Lloyd Edward Hanson
|HOME OF RECORD:
Moose Lake, MN
|NEXT OF KIN:
Mother, Mrs. Nora Ethel Hanson
|DATE OF BIRTH:
October 21, 1918
January 13, 1942
|DATE OF DEATH:
October 8, 1942
|CAUSE OF DEATH:
Machine gun fire
|LAST KNOWN RANK:
|STATUS OF REMAINS:
Not recovered “due to battle conditions.”
Manila American Cemetery and Memorial, Philippines.
Birth and Early Life:
In 1916, Nora Ethel Johnson, a 25-year-old resident of Bottineau, North Dakota, married her town’s barber, 37-year-old Lovie Hanson. Just two years later, while over the border in Canada, Nora gave birth to their first son. Lloyd Edward Hanson entered the world on October 21, 1918, and was raised in Park River, North Dakota.
The Hanson family moved to Minnesota in the early 1920s. Tragedy struck in 1926 when Lovie died in a Minneapolis hospital; Nora, Lloyd (called “Fritz” by the family) and two younger children moved to Moose Lake. (1) It was here in December, 1941 that the 23-year-old Fritz heard about the attack on Pearl Harbor.
Enlistment and Boot Camp:
Hanson enlisted on January 13, 1942, and was quickly on his way to MCRD San Diego. After completing boot camp, he was assigned to Company L, 3rd Battalion, Second Marines, which was undergoing additional training at nearby Camp Elliott in preparation for being sent to the South Pacific.
Private Hanson first experienced combat on August 8, 1942, when his battalion landed on the small island of Gavutu, not far from Guadalcanal. Among the first sights he saw as he splashed ashore were the bodies of Paramarines who had been killed while landing the day before. Although Gavutu and nearby Tanambogo were mere specks of land, the Japanese defending them were as determined as if they’d been defending Honshu itself. Marines learned many hard and bloody lessons in jungle warfare before the islands were secured, and the presence of Japanese stragglers made it necessary for 3/2 to remain on the islands as a garrison force.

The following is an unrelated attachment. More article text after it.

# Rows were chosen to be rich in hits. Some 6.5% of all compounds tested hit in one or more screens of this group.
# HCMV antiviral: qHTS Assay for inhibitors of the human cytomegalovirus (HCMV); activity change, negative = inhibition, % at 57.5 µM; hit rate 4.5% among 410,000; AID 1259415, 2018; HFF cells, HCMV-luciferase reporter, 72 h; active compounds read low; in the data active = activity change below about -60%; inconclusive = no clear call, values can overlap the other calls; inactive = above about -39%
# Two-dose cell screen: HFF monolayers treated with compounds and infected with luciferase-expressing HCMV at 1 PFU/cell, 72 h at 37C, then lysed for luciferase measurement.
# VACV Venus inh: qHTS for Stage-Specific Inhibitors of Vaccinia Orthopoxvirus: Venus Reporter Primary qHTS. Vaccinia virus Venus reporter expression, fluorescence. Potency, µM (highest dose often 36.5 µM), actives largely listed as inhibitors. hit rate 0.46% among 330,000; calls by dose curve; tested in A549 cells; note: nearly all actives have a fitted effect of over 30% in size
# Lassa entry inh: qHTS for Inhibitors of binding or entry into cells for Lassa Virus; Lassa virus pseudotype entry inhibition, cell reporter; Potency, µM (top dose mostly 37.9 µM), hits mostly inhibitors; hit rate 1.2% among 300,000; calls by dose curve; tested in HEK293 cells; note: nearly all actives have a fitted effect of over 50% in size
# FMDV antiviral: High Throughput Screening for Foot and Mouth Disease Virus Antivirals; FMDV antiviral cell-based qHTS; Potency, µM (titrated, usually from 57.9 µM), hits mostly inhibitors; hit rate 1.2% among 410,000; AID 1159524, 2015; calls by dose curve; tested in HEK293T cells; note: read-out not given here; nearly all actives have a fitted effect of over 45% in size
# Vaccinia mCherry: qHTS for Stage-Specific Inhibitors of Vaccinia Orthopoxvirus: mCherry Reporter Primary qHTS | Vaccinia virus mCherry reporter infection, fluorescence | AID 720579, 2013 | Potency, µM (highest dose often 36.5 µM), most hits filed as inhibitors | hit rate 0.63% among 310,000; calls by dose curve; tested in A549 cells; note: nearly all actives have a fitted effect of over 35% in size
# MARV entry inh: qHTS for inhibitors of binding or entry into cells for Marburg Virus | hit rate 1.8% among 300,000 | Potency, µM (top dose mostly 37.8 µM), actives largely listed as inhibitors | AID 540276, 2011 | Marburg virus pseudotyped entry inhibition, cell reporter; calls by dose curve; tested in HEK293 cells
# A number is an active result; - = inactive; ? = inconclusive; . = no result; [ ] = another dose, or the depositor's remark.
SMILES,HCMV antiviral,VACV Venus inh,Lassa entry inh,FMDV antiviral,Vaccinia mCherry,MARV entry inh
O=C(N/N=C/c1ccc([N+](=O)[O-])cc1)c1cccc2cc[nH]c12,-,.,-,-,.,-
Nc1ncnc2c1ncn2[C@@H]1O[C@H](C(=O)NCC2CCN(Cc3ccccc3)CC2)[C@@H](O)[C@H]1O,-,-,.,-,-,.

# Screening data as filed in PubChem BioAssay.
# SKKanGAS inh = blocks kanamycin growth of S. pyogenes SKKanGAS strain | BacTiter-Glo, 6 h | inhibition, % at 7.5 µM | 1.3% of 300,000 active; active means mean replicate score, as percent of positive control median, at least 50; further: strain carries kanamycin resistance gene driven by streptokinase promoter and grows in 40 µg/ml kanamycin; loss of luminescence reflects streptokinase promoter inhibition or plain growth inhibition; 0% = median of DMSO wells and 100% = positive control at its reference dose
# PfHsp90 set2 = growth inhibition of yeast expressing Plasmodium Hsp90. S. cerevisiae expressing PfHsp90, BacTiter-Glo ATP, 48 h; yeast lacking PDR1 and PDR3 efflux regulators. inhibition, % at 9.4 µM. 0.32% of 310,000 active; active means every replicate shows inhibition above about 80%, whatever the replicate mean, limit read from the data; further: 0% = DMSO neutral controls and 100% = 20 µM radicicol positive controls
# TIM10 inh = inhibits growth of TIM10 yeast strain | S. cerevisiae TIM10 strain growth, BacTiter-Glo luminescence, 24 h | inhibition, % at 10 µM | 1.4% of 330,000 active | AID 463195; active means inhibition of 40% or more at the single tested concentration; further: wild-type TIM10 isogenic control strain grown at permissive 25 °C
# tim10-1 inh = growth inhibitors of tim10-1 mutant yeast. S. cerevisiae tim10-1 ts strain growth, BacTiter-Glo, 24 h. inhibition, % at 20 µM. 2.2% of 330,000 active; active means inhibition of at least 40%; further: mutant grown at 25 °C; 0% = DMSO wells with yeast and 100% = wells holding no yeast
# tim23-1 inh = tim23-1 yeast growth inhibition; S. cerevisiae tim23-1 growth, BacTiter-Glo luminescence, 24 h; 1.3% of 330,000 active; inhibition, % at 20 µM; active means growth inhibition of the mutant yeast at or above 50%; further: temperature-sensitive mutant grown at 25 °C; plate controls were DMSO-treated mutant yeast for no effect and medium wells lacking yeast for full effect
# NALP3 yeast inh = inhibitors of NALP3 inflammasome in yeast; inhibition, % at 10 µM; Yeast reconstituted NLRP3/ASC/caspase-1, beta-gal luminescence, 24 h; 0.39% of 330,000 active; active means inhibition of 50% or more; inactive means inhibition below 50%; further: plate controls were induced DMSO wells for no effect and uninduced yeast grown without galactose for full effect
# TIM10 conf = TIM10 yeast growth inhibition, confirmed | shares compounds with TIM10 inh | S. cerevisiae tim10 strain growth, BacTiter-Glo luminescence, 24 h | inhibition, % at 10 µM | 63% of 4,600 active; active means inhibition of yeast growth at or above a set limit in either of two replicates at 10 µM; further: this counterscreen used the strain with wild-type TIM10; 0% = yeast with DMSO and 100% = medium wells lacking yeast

In September, Hanson’s Company L was ordered into small boats for a trip across Sealark Channel to Guadalcanal itself. The rest of the battalion followed within days, and was placed into reserve for the First Marine Division. They were to be used in an upcoming attack against troublesome Japanese positions along the Matanikau River; operating in support of the 7th Marines and the “Whaling Group” of highly trained scouts and snipers, 3/2 would cross the river and attempt to sweep down on the Matanikau village, flanking the Japanese defenders who would be occupied with defending their front from a simultaneous attack by the 5th Marines. The operation began as planned on October 7, and the Whaling Group made decent progress, even as the 5th Marines attack bogged down.
Date Of Loss:
Torrential downpours on October 8 forced the American commanders to slow the pace of their attack; Whaling’s cadre managed to cross the river, but could not press home its advance on the village itself.
At some point during the day, in the vicinity of the Matanikau itself, a Japanese machine gunner caught Company L in his sights. He let loose with a volley that mortally wounded Corporal Harold P. Kerner, and killed PFC William M. Held and Private Lloyd Hanson. The company muster rolls stated that, for both Held and Hanson, “due to battle conditions, the body was not recovered.”
One hopes that Fritz Hanson received a semblance of a military funeral from his friends, but unfortunately, no record of a burial site remains. His resting place is unknown.
Next Of Kin:
Mother, Mrs. Nora Ethel Hanson
Status Of Remains:
Manila American Cemetery and Memorial, Philippines
(1) The cause of Lovie’s death is not known, but his WW1 draft registration noted that he was asthmatic and suffered from a weak heart.